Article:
Weather forecasters today revealed Dundee has experienced one of its wettest summers on record.
While the region received plenty of sun during the past few months, and some pretty decent temperatures, the city also got drenched.
Throughout June and July, there were freak downpours, including flooding in Dens Road, Hill Street and at Downfield Golf Club.
The city was also rocked by a freak thunderstorm in July as rain pelted the city.
And now it has been confirmed — this summer has been one of our soggiest, with more misery set to strike tomorrow .
Figures provided to the Tele by the James Hutton Institute show that more than 224mm of rain fell across the city during June, July and August, prompting flood warnings across Tayside.
There was 98.8mm of rainfall in June — almost twice the long-term average figure and the seventh- wettest June ever recorded.
In July, rainfall across Dundee was more than one-and-a-half times the long-term average, and the sixteenth wettest since records began.
The institute, which has taken daily readings of Dundee’s weather since 1954, said the heaviest rain in the summer arrived on June 15, when 18.7mm of rain came down over the city in a single day — almost a fifth of the month’s entire rainfall.
Despite the downpours, Taysiders enjoyed balmy temperatures in the lower to mid-20s for much of the last three months.
The hottest day of the summer was 25.7C, recorded on July 19.
Both July and August recorded above-average figures for sunshine hours and, on Monday, researchers recorded the hottest September day in almost two decades — a balmy 23.8C.
A spokesman for James Hutton said: “This September, our hottest day so far was on the 12th, with a maximum daily air temperature of 23.8C. This is the hottest September day recorded since 1999 when 24.6C was recorded on September 5.”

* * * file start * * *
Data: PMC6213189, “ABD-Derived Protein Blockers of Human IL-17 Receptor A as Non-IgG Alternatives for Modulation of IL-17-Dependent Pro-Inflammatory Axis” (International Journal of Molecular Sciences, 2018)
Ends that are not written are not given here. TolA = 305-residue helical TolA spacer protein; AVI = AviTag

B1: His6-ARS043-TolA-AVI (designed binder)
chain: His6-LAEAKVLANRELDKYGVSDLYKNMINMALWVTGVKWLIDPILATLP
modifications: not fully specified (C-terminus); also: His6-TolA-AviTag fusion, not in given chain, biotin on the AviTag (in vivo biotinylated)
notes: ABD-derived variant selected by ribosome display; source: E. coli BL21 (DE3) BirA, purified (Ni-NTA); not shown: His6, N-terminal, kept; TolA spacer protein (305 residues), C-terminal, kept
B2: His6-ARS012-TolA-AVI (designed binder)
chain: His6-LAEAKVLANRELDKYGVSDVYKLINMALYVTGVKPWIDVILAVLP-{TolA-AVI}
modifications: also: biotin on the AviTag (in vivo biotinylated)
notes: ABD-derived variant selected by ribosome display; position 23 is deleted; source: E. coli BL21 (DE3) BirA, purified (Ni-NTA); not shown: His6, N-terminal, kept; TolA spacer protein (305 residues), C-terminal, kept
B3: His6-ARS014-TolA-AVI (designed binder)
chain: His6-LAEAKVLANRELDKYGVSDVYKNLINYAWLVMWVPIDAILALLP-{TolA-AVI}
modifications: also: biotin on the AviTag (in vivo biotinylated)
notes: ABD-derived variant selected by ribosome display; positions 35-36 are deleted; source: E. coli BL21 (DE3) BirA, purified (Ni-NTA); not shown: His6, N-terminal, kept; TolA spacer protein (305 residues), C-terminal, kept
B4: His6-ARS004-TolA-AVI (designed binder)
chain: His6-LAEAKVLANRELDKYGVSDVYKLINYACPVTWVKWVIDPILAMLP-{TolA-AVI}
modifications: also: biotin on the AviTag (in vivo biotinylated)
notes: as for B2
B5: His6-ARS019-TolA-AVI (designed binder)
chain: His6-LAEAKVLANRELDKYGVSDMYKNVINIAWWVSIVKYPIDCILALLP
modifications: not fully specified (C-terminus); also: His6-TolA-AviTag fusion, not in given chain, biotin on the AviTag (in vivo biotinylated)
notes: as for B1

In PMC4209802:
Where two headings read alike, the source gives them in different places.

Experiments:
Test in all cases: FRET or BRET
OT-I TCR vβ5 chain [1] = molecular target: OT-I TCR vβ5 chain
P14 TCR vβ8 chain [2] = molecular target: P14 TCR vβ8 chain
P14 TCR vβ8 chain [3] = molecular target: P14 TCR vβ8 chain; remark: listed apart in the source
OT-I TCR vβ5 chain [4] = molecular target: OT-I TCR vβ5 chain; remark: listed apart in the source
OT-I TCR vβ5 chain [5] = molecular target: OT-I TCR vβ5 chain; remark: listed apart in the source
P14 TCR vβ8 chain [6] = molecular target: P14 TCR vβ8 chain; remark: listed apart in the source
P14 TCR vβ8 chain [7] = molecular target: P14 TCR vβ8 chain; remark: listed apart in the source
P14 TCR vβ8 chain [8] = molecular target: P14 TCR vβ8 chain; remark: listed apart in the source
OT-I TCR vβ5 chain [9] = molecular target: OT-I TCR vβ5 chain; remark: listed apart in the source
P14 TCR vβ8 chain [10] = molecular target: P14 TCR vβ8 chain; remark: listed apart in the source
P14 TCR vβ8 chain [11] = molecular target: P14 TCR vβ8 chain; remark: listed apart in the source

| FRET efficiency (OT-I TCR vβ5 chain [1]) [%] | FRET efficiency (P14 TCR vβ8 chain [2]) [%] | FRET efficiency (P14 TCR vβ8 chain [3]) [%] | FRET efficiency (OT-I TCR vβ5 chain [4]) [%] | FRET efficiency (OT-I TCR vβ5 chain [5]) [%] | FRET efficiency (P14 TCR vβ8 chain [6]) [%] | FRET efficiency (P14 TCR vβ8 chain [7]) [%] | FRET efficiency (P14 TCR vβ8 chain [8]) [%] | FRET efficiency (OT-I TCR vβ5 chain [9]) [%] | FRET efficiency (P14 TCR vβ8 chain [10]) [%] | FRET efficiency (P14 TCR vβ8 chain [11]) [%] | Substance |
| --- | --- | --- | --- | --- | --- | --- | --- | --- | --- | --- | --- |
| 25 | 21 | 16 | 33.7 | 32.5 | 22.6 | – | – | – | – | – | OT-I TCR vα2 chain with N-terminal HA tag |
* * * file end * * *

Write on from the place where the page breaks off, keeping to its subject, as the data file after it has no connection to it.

Unfortunately, the wet weather looks set to strike again.
The Met Office has said that the east coast will see some more rain from the remnants of a tropical storm over the weekend, with a spokesman adding: “There’s going to be a lot of cloud on the east of Scotland.
“That’s likely to remain but we are also going to have a weather front moving through from today into tomorrow.
“Going into tomorrow morning, it should bring quite heavy rain to the eastern half of the country.
“That will move through and hopefully clear by tea time.”
Jim Clarkson, regional director at VisitScotland, said: “Our research continually shows that the weather is of little consequence to visitors to Scotland. Whether it’s stormy clouds over the Law or blue skies over Broughty Ferry beach, visitors are in awe of the breathtaking scenery and visit, and re-visit, in their droves for the landscapes, culture and friendly people.”
A spokesman for Leisure & Culture Dundee said: “Despite the adverse weather, we have had an excellent summer across our attractions in the city.”